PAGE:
Tag Archives: hunting


What is it with camo-gear? Isn’t it for disguise?

Every once in a while I see children (and sometimes adults) wearing camouflage clothing around town and I have to wonder what they’re hiding from?

Animals have natural camouflage, traits that have evolved  over thousands of years. I can understand that. Man copied the idea and used it during WWl. Okay, if we must have war, camo is smart.

To be properly camouflaged you have to try to blend in with the colours around you. Sand coloured khaki for the desert, dark blue or gray on rocky terrain. But by far the most popular style of camo-clothing is the kind with splotches of olive green, brown, and beige.

In the Vietnam war, camo-gear was everywhere and has been popular ever since. But has the marketing gone a bit too far? In many cases I have to wonder, what is the purpose of wearing or using camo-gear?

For civilians, there seems to be little reason to wear camouflage.

Two sensible exceptions come to mind:

1)      hikers, who may want to hide so they can see more animals while out on a nature walk, and

2)      hunters, trying to hide from animals they are stalking.

But, for both hikers and hunters, the use of camo-gear can backfire.

Relatives of a lost hiker may report to Search and Rescue that their loved one was last seen wearing camo-clothing. Please search for a large cluster of leaves that isn’t one.

Hunters in camo have the same problem, but they have one advantage. With their excellent disguise, they may be mistaken for a game animal, so for safety, they often sport blaze orange sleeves on their camo-shirt or a bright orange brim on their camo-cap. Now they can be spotted easily if they get lost and at the same time, avoid being shot.

But wait! Am I missing something here? What was the point of wearing the camo-clothing in the first place?

Now we come to the rest of the camo-gear. We have all kinds of accessories in camouflage colours: backpack, flashlight, knife, shotgun case, shotgun stock, even the barrel in some cases.

Imagine the scenario: The hunter sets down his gear to take a break, to retie the laces of his camo-boots, or camo-runners, or to have a drink from that camo-flask of water he can’t find just now. He set it down here somewhere….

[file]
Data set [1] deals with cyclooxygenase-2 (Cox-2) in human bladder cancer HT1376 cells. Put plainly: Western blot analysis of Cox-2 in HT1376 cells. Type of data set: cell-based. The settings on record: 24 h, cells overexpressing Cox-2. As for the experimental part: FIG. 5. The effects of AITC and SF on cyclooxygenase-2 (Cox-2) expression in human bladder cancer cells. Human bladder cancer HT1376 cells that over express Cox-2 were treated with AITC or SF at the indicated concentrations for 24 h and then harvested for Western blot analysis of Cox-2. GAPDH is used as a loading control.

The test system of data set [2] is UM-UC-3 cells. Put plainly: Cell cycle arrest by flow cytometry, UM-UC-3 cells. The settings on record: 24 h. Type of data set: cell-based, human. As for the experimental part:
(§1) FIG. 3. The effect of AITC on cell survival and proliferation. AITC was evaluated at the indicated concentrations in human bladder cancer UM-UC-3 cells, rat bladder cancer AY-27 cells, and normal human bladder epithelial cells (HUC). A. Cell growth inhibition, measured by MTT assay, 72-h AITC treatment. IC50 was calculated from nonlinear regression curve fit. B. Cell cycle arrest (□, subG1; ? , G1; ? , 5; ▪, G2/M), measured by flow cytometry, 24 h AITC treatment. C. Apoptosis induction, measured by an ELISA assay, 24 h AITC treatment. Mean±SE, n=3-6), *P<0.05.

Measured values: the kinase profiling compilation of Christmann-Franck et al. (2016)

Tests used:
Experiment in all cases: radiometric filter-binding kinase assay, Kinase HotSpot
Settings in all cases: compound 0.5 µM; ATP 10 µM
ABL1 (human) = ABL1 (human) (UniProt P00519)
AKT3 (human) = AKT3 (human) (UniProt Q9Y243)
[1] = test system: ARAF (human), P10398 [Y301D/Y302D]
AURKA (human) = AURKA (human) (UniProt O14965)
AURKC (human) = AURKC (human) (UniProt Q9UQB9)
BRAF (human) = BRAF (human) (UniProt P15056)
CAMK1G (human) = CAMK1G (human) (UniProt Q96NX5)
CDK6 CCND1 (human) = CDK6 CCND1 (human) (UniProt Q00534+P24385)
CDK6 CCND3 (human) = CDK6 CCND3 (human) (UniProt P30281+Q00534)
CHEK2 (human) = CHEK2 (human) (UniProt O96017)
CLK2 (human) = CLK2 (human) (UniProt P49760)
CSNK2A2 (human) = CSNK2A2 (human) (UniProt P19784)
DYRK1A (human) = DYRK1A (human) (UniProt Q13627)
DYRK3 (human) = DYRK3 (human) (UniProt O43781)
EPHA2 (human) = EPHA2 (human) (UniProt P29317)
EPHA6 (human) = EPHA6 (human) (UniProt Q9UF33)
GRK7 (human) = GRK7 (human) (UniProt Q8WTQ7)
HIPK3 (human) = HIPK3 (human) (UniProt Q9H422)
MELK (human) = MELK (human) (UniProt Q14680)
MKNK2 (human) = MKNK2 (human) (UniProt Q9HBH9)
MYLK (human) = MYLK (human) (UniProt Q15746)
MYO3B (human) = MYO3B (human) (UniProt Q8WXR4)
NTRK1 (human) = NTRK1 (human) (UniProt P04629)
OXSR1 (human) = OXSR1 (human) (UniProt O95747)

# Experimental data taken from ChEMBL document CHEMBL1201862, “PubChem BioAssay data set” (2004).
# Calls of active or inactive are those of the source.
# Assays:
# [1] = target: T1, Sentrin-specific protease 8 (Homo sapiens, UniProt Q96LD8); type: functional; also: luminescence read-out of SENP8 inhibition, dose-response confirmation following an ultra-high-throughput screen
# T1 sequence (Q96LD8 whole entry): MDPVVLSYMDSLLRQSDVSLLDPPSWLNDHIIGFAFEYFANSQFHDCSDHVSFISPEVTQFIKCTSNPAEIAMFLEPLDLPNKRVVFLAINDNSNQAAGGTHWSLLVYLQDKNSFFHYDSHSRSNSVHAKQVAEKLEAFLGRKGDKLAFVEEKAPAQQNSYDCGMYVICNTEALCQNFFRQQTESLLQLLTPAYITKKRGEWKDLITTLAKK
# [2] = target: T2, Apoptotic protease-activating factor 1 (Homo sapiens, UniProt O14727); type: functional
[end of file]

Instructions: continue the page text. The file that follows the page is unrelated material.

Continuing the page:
He checks his camo-watch, decides it’s getting late. He sets his shotgun down on the ground for safety while he climbs carefully over the barbed wire fence. He’ll just hunt this one last field and call it a day. Once on the other side, he adjusts his camo-pack and reaches for his gun. But where is it? Quick! There’s a bunch of pheasants getting up out of the tall grass. Where’s the damn gun? Too late, he finds it perfectly hidden, right in front of his eyes.

Tired out, he comes home at last after tromping incognito through miles of fields. He strips down to his underwear and crawls into bed for a quick late-afternoon nap. What’s this? Camo-underwear? Is he hoping his wife won’t find him in the bed and kick him out to have a shower first?

A Chance Encounter


Just a couple of days ago I was saying how hard it is to capture a photo of an owl because they glide by so quietly and swiftly. Before I can get the camera turned on, he’s already gone.

Today I was lucky. Emma was beating the bushes below these trees, hoping to find that pheasant that had left its scent all around, when she scared up the owl (a great horned owl, I believe???). This time, instead of getting out and away, the owl took the time to circle around, possibly to size up the little black English cocker spaniel as a potential meal, and that gave me time to get my camera up and to snap wildly at the general airspace of the owl.DSCN4250ab

It was a WOW moment for me.

Shooting Bucks

One year, my husband went on a fall deer hunting trip. He would be away for a week to ten days. I would keep the “home fires burning” since deer hunting holds absolutely no interest for me.

I would rather make sure they had enough to eat, and maybe steal a little petting time while they were busy eating. In the summer the deer were coming into the yard often, looking for a handout. Since there was nothing except the neighbourhood geraniums to eat,  I supplemented their food a little. These are city deer with no place else to go, so I figured the rules are different about not feeding wildlife. Below is a late summer photo. One buck still has velvet on his antlers, but the one I’m patting on the neck has shed his.



The fawns felt right at home in the little island of trees below my sundeck, so I put water out for them for those hot days.img686


In the fall, the bucks came for their handout often, until it was the start of hunting season. Somehow they knew, and they made fewer appearances like the one below. You can see that the velvet is gone from their antlers.


 Shortly after that, the bucks disappeared, maybe to chase the does and maybe to evade the hunters.

My husband called me from his hunting camp. “No luck this time. Sorry. You’ll be glad to hear I didn’t shoot a buck this year.”

“That’s okay,” I said. “I shot a nice big one right here in the yard … with my camera.”

And here he is.

visiting buck